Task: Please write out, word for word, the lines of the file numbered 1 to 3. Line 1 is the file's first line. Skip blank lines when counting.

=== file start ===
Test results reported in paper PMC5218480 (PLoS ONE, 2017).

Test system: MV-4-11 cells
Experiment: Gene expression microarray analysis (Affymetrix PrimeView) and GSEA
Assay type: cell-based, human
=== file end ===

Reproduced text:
Test results reported in paper PMC5218480 (PLoS ONE, 2017).

Test system: MV-4-11 cells
Experiment: Gene expression microarray analysis (Affymetrix PrimeView) and GSEA